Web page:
(From left) Colombia’s Vice President Francia Márquez; José Otty Patiño, the Colombian government’s chief negotiator; Cmdr. Pablo Beltrán, chief negotiator for the National Liberation Army, known as ELN; and Mexico's Foreign Minister Marcelo Ebrard pose for a photo holding signed peace agreements at the end of the second round of peace talks between the Colombian government and the ELN, in Mexico City, on March 10, 2023. (PHOTO / AP)
BOGOTA – Colombia's government and the ELN guerrilla group have taken the first steps toward a bilateral, temporary ceasefire, the heads of their delegations at peace talks said on Friday, as they closed their second cycle of negotiations in Mexico City.
The ELN is Colombia's oldest remaining rebel group, and the talks are the cornerstone of efforts by leftist President Gustavo Petro – himself once a member of the now-demobilized M-19 insurgents – to bring "total peace" to Colombia.
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We took the first steps to firm up a bilateral, national and temporary ceasefire which will create better conditions for Colombians' mobilization and participation in the peace process.
Pablo Beltran, Chief negotiator, National Liberation Army
Petro has vowed to negotiate peace or surrender deals with remaining rebels and crime gangs and to fully implement a previous accord with the Revolutionary Armed Forces of Colombia (FARC) signed in 2016.
"We took the first steps to firm up a bilateral, national and temporary ceasefire which will create better conditions for Colombians' mobilization and participation in the peace process," said the ELN's Pablo Beltran.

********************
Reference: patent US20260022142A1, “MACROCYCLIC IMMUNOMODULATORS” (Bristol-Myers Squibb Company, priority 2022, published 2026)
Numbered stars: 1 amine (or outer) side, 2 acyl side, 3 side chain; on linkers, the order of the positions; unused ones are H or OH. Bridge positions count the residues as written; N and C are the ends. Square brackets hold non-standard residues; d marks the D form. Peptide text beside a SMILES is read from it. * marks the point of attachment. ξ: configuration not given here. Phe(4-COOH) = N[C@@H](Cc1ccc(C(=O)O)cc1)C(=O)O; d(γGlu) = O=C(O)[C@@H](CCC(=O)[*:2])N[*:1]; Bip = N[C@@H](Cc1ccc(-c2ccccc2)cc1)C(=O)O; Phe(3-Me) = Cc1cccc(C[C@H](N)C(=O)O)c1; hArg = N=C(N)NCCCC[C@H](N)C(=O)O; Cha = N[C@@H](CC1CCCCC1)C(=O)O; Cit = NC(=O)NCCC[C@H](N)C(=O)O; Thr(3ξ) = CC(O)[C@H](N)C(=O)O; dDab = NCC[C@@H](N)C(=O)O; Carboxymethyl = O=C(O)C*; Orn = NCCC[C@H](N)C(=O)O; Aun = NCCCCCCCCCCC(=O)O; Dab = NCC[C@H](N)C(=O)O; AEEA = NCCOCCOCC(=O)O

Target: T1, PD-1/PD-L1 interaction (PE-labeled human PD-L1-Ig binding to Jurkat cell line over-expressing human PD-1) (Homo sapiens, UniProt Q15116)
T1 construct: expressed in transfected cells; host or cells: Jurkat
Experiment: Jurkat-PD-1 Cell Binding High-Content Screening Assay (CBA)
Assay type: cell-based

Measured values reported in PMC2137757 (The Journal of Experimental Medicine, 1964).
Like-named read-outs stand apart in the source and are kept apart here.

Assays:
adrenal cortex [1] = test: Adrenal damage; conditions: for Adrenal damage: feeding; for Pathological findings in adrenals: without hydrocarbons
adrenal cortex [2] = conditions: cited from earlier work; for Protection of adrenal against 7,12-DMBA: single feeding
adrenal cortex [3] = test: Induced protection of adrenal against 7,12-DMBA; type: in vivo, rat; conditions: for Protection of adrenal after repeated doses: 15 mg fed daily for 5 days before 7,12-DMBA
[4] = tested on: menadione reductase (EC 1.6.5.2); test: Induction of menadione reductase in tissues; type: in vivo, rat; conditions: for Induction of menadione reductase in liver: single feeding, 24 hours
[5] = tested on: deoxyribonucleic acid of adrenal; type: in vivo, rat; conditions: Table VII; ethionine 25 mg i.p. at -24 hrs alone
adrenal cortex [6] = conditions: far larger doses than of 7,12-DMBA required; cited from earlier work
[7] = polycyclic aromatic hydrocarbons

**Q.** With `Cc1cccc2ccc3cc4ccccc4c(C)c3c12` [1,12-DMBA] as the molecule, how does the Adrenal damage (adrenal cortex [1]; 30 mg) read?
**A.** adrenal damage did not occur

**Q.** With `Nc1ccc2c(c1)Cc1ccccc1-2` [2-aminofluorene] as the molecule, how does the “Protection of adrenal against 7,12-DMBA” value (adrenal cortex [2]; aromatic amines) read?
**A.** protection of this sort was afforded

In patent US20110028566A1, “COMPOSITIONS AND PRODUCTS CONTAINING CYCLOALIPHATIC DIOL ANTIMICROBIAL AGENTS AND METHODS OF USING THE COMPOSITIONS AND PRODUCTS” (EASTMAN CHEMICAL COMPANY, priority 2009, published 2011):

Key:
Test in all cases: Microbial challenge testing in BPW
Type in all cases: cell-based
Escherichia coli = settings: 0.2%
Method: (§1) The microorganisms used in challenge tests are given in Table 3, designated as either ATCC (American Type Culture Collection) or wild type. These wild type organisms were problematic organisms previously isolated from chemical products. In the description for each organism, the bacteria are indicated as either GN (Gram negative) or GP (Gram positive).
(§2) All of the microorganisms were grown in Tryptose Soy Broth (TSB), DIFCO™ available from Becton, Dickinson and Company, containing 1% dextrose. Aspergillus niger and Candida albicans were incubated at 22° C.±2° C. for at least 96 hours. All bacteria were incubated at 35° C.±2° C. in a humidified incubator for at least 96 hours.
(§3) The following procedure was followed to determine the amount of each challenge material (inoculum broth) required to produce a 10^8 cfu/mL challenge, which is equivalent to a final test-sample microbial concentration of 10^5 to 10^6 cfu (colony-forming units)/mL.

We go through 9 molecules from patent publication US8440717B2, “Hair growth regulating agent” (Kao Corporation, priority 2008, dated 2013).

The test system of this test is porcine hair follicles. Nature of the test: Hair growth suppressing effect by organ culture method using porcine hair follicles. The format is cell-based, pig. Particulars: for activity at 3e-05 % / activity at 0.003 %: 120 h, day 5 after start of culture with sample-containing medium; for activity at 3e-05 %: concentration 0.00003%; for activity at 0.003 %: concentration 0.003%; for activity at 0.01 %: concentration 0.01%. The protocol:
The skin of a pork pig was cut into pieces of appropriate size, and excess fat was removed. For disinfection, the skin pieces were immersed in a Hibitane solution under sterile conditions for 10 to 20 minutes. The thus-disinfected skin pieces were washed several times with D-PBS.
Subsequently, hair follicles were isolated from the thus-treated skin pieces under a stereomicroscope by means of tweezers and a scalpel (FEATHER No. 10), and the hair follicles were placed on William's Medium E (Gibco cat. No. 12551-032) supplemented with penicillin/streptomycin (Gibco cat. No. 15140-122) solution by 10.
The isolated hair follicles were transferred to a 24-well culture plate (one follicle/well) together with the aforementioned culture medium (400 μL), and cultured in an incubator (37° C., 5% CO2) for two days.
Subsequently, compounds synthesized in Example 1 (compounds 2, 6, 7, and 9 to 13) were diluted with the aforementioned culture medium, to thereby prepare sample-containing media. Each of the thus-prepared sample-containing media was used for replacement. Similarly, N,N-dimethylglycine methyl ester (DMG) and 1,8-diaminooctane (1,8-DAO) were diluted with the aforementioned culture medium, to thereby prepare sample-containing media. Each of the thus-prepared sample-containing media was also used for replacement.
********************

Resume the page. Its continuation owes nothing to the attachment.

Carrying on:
The ceasefire will be a top challenge for the third cycle, set to take place in Cuba, as will developing a "pilot plan" for peace and expanding participation in the talks, said Otty Patino, head of the government's delegation.
A ceasefire would mark important progress after confusion over Petro's announcement late last year about an agreed halt to hostilities forced the two sides to hold brief emergency discussions in Caracas.
On New Year's Eve, Petro announced a ceasefire, but days later the ELN said it had not agreed to the measure.
Previous negotiations with the ELN faltered on the group's diffuse chain of command and dissent within its ranks, though leaders have said fighters are on board with current talks.
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The ELN, founded in 1964 by radical Catholic priests, has some 2,500 combatants and is accused of financing itself through drug trafficking, illegal mining and kidnapping.
Colombia's conflict, which has run for nearly six decades, has killed at least 450,000 people.